The JROTC knowledge bowl team tackles question of how to navigate through pandemic


Johnnie Walton

Several members of the JROTC Knowledge Bowl Team Article pose with their club sponsors, Sergeant Page and Sergeant Major Boulden, for a celebratory picture after their first competition of the year. They have had four competitions so far.

As a result of the coronavirus pandemic, the JROTC knowledge bowl team has had to make adjustments to the way they operate. Before, competitions took place in-person at other schools. Now, members of the team are navigating their way through a new platform.  

“…Because everyone’s new to this new format, basically we’ve been having to reteach the material because when you’re so used to doing it one way, it’s like brand new when you switch to doing it another way,” team commander Aditi Mishra (10) said.

While competitions used to be held at other schools, social distancing guidelines required competitions to be held on a new platform similar to Kahoot: Nearpod. The team communicates through Microsoft Teams and holds weekly meetings on Tuesdays to practice. When competitions occur, they usually take place shortly after practice. Competitors log on to Nearpod and complete a multiple choice test.  

“It’s a platform called Nearpod…basically the way we’re doing it online now is it’s like each competitor kind of competes individually, but then all of the individual scores are calculated together for the team,” Johnnie Walton (12) said. “Normally there would be for each question in the tournament  one person designated from the team to answer the question and it would kind of alternate teams like that, but with the new platform, it’s just everyone from both teams answering questions at the same time.”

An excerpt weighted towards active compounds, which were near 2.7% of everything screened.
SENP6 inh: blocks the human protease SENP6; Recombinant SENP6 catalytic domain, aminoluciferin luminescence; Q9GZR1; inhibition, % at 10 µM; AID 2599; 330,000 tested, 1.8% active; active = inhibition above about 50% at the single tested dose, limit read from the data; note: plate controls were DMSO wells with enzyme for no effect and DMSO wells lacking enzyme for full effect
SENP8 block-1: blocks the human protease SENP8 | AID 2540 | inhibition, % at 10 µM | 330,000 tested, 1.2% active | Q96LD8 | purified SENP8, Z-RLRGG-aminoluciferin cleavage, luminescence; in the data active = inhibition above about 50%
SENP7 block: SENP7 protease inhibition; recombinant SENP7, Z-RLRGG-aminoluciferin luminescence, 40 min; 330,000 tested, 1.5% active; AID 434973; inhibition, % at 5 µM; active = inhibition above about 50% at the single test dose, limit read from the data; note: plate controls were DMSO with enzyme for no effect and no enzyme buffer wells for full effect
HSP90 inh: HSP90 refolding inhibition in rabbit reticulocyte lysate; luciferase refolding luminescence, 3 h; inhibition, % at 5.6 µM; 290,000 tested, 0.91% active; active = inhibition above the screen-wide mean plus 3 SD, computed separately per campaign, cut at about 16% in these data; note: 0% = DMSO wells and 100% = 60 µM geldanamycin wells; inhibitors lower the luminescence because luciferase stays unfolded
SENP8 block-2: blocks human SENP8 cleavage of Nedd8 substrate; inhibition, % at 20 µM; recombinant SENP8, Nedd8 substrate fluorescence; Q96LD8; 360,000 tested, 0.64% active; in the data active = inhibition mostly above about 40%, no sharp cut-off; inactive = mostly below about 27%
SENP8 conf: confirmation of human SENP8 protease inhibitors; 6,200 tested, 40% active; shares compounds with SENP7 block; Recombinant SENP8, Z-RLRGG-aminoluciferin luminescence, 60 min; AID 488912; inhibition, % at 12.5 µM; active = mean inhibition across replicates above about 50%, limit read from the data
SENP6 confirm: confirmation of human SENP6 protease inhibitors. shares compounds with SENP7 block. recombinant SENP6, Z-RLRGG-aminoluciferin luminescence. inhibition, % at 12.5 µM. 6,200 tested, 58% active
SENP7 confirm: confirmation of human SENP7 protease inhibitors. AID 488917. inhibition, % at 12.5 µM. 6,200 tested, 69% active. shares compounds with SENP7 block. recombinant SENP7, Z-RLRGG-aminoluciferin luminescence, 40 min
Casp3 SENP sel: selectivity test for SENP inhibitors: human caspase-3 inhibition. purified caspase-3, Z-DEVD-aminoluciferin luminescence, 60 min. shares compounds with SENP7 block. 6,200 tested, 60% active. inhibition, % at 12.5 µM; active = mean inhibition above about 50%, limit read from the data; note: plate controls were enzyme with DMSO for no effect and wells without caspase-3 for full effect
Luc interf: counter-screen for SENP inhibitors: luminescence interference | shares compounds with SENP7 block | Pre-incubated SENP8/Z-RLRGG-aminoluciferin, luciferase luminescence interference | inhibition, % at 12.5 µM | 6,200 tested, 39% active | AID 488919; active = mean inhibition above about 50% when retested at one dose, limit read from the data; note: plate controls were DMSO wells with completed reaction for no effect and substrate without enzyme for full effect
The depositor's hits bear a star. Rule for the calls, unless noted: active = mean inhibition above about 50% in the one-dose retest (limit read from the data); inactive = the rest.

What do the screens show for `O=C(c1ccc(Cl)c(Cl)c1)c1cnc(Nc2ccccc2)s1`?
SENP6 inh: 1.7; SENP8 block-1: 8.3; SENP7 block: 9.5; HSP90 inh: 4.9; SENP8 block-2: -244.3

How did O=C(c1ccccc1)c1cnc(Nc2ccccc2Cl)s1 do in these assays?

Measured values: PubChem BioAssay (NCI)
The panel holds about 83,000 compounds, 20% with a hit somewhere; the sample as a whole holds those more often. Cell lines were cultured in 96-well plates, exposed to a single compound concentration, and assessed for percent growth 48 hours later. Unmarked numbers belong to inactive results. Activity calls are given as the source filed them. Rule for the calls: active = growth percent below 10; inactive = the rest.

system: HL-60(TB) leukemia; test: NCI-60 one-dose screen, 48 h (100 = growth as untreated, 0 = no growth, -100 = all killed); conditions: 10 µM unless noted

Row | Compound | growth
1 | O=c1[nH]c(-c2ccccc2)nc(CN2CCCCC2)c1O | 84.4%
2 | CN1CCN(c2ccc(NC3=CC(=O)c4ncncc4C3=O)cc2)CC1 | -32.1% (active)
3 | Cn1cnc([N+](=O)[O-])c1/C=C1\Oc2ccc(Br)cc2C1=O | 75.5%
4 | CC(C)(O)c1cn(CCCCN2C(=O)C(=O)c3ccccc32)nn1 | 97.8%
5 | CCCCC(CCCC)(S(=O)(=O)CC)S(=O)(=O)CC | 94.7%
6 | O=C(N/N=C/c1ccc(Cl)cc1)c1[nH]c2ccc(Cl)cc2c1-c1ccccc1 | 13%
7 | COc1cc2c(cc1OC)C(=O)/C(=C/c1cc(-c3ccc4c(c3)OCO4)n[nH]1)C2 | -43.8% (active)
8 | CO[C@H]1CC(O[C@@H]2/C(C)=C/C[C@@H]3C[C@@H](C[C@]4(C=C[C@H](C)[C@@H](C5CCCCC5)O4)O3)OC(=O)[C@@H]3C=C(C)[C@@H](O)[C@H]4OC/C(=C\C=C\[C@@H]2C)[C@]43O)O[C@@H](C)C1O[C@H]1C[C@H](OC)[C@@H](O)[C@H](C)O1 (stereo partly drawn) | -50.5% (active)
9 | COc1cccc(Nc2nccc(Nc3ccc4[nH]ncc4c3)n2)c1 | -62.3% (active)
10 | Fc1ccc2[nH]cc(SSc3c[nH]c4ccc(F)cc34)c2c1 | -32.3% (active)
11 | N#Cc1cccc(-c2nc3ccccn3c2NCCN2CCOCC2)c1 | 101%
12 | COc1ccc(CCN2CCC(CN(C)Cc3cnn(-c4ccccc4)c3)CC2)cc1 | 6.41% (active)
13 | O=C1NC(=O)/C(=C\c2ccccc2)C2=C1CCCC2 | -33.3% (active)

Conducting competitions online has its disadvantages. The majority of last year’s team consisted of seniors who have since graduated, meaning many of those open spaces were filled by freshmen. Since the new platform tests the competitors’ knowledge on all levels, instead of one based on their grade level, this could be a drawback. Additionally, not only have technological difficulties caused several members to lose time during the competition, but moving to an online platform also takes away the social aspect of the team. 

“It’s more of like a slumber party, really, and we’ll just prep for competition the hour before, get all dressed up, take a lot of pictures and go to competition and kill it, but now there isn’t that aspect to it anymore,” Mishra said. “Like, we can all have our drinks and popcorn while watching competition, but it’s not the same as being there in person.” 

Despite technological difficulties, competing in an online platform proved in some ways to be easier than the normal, rigorous competition. 

“This depends on how you see it, so we don’t have to wear uniforms anymore and sometimes wearing uniforms was kind of like a hassle,” Lovie Chang (11) said. “I like not having to wear uniforms anymore and also multiple choice is a lot easier because even if you don’t know, you can still guess, so you still have a chance of getting the answer right, but with memorization it’s like that answer or you don’t know it, so it would be a lot harder.”

Despite numerous challenges,the JROTC knowledge bowl team has continued to win. They have maintained an undefeated record  for three years and continue to adapt to online competitions. 

“This is one of the best ways to both prevent cheating and still keep the competition going and I like the solution,” Mishra said.